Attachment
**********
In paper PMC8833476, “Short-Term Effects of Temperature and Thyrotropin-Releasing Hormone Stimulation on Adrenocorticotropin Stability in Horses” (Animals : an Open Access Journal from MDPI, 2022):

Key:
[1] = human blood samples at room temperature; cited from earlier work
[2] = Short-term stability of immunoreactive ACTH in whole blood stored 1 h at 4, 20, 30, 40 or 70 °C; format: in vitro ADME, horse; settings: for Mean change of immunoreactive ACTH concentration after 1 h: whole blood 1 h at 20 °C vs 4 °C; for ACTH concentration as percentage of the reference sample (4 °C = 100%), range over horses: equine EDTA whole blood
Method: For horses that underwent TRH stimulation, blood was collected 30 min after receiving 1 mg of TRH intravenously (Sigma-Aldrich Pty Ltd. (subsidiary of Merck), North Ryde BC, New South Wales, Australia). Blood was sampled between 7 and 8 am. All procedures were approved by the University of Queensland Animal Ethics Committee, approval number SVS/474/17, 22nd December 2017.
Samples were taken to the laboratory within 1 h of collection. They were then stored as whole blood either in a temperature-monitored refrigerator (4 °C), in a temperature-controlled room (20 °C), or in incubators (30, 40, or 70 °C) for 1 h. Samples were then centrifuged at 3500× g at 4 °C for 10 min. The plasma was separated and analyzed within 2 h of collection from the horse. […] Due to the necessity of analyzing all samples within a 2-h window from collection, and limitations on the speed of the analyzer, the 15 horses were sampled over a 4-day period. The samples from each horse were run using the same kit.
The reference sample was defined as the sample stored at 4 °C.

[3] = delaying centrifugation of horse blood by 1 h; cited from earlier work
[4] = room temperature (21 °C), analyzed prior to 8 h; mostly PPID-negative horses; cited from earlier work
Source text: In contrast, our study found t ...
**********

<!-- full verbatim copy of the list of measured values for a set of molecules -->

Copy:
In paper PMC8833476, “Short-Term Effects of Temperature and Thyrotropin-Releasing Hormone Stimulation on Adrenocorticotropin Stability in Horses” (Animals : an Open Access Journal from MDPI, 2022):

Key:
[1] = human blood samples at room temperature; cited from earlier work
[2] = Short-term stability of immunoreactive ACTH in whole blood stored 1 h at 4, 20, 30, 40 or 70 °C; format: in vitro ADME, horse; settings: for Mean change of immunoreactive ACTH concentration after 1 h: whole blood 1 h at 20 °C vs 4 °C; for ACTH concentration as percentage of the reference sample (4 °C = 100%), range over horses: equine EDTA whole blood
Method: For horses that underwent TRH stimulation, blood was collected 30 min after receiving 1 mg of TRH intravenously (Sigma-Aldrich Pty Ltd. (subsidiary of Merck), North Ryde BC, New South Wales, Australia). Blood was sampled between 7 and 8 am. All procedures were approved by the University of Queensland Animal Ethics Committee, approval number SVS/474/17, 22nd December 2017.
Samples were taken to the laboratory within 1 h of collection. They were then stored as whole blood either in a temperature-monitored refrigerator (4 °C), in a temperature-controlled room (20 °C), or in incubators (30, 40, or 70 °C) for 1 h. Samples were then centrifuged at 3500× g at 4 °C for 10 min. The plasma was separated and analyzed within 2 h of collection from the horse. […] Due to the necessity of analyzing all samples within a 2-h window from collection, and limitations on the speed of the analyzer, the 15 horses were sampled over a 4-day period. The samples from each horse were run using the same kit.
The reference sample was defined as the sample stored at 4 °C.

[3] = delaying centrifugation of horse blood by 1 h; cited from earlier work
[4] = room temperature (21 °C), analyzed prior to 8 h; mostly PPID-negative horses; cited from earlier work
Source text: In contrast, our study found t ...